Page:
Dogs and cats feel pain just as we do. Analgesics are drugs that reduce pain. Broadly speaking pain killers are divided into narcotic or non-narcotic varieties. Narcotics include morphine, pethidine, buprenorphine and codeine. These are controlled drugs and their use is restricted in varying degrees by government regulation. We use them but when we do we keep an accurate register of their use.
Non-Steroid Anti-Inflammatory Drugs - Nsaids
The greatest advance in pain control in recent years was the development of a variety of highly successful and generally safe non-steroid anti-inflammatories, usually called NSAIDs. Controlled studies show these drugs to be better than narcotic pain killers alone for control of post surgical pain and chronic bone and joint discomfort. If your pet has surgery with us we will dispense a non-steroid pain killer for you to continue giving at home. Although these new NSAIDs are tolerated better than older NSAIDs and produce fewer gastrointestinal side effects, as with any drugs they should be used only under close veterinary supervision.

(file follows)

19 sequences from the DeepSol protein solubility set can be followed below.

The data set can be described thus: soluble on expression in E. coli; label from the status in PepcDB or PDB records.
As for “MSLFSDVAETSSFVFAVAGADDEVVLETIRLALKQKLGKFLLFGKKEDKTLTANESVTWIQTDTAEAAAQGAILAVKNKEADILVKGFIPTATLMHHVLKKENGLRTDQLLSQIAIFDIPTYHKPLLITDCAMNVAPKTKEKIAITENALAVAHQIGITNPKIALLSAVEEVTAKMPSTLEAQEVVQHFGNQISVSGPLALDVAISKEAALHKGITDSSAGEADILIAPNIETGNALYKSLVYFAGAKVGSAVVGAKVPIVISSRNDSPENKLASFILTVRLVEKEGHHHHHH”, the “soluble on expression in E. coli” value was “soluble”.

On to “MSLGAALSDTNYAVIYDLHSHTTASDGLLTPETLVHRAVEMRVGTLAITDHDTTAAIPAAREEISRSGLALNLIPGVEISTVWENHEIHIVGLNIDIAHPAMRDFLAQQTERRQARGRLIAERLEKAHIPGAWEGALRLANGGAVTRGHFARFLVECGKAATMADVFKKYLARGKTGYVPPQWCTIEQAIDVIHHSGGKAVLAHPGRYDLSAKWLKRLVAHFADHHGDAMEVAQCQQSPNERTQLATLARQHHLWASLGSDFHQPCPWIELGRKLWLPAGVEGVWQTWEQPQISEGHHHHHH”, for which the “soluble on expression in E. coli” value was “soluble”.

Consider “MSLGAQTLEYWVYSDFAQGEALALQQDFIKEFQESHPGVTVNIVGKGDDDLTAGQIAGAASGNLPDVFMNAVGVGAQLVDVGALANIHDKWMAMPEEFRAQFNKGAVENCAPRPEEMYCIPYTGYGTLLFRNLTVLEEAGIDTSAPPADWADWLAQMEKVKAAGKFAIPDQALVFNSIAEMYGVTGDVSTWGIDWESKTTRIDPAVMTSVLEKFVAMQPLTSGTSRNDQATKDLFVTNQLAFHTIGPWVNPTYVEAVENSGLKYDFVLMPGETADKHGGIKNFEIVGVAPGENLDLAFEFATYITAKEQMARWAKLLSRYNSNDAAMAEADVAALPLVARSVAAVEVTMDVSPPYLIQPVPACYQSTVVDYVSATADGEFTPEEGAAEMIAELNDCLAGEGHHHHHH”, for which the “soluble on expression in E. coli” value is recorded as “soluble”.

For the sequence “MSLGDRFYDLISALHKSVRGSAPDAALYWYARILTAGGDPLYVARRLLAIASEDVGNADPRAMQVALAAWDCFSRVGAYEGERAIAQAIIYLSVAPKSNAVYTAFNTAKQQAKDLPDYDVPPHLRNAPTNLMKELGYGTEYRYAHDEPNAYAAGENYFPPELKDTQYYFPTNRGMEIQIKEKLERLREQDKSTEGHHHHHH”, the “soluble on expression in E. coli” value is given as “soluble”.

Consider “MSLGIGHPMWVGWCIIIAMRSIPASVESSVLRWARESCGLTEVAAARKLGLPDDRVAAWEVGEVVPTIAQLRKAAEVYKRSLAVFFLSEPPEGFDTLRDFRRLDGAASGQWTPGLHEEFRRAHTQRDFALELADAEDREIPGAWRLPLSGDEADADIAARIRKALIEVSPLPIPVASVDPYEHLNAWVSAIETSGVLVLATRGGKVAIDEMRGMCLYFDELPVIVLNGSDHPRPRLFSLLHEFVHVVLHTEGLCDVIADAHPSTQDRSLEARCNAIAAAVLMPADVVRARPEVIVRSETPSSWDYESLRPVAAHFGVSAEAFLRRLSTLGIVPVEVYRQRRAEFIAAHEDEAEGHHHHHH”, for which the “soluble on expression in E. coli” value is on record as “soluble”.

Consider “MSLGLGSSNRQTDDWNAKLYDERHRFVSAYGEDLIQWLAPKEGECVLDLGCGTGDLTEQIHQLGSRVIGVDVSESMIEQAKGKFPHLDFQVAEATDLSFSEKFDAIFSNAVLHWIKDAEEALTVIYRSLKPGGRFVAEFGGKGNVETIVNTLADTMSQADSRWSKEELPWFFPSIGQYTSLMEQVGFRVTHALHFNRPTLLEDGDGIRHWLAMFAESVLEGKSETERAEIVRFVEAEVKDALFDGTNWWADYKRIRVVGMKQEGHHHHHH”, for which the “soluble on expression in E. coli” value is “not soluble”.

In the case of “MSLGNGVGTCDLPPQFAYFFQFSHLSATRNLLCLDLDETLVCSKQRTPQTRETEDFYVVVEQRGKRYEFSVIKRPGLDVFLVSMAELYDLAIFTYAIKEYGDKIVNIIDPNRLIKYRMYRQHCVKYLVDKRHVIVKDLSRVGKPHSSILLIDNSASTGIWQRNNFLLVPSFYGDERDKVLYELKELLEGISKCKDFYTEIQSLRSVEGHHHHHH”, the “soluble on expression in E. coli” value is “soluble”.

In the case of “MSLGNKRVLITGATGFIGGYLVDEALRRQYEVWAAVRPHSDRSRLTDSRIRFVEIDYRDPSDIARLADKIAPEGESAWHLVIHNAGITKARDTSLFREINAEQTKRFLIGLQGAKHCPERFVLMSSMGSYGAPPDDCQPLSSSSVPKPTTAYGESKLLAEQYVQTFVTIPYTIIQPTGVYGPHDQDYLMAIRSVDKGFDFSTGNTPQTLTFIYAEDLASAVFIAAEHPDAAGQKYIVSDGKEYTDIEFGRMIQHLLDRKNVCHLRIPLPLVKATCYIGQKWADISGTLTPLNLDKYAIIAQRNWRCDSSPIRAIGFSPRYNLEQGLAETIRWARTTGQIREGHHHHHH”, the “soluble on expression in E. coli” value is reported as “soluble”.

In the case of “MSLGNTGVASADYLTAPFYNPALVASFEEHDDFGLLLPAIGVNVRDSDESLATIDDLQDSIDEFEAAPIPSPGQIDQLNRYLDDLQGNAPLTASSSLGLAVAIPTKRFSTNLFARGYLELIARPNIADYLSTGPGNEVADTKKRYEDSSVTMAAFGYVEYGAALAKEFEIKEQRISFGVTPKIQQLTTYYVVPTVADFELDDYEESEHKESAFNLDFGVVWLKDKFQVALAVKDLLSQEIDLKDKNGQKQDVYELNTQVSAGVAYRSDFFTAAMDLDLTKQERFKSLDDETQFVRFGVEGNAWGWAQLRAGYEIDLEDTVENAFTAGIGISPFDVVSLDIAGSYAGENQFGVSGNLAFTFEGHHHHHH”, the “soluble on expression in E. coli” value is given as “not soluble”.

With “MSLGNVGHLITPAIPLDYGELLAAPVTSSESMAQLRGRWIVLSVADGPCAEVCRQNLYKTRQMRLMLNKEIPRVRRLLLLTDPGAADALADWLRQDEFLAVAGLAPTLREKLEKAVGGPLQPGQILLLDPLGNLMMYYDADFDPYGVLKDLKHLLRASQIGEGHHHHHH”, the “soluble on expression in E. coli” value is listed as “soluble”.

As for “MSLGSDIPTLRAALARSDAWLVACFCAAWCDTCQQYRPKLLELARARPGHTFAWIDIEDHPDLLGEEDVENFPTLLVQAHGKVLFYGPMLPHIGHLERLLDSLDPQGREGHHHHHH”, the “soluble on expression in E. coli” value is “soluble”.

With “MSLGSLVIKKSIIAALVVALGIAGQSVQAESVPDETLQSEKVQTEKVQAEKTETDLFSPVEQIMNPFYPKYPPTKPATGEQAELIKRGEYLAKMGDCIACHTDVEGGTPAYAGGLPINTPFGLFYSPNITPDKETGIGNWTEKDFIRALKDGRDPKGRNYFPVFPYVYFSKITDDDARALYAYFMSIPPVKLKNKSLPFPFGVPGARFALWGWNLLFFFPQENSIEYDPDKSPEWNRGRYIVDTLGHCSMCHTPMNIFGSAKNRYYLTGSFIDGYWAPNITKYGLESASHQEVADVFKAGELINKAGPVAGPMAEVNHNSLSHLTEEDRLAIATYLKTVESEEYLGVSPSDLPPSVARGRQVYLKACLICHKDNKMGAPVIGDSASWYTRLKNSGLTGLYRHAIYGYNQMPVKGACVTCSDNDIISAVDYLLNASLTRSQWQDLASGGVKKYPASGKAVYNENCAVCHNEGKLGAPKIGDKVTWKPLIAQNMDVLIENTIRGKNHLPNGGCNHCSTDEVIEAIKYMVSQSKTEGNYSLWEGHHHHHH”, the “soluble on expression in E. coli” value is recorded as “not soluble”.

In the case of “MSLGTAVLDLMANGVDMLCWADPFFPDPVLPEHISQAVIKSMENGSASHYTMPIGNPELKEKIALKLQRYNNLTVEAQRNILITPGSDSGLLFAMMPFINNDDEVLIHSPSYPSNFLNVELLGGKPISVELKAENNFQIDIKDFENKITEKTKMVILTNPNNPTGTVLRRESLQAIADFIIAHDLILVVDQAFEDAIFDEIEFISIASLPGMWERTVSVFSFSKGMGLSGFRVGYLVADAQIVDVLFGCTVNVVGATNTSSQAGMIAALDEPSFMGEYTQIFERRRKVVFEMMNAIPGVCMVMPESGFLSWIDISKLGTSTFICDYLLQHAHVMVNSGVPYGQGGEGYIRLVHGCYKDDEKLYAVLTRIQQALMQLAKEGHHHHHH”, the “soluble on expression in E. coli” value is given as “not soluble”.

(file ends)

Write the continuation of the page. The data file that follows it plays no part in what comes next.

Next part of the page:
Aspirin – Use It Sensibly
Aspirin can be effective for controlling muscle and joint pain in dogs, although it is not licenced for use in dogs. It is however damaging to the lining of the stomach, and may cause vomiting and eventually gastric or duodenal ulcers. If using aspirin use a buffered form, pulverize it and mix it in a full meal. Give it with misoprostal (Cytotec). This reduces aspirin's toxic effect on the stomach.
Neither Tagamet nor Zantac protect the stomach from the toxic effects of aspirin as misoprostal does. NEVER GIVE ASPIRIN TO CATS UNLESS IT IS UNDER OUR INSTRUCTIONS. ASPIRIN CAN BE LETHAL TO CATS. PARACETEMOL IS EVEN MORE LETHAL.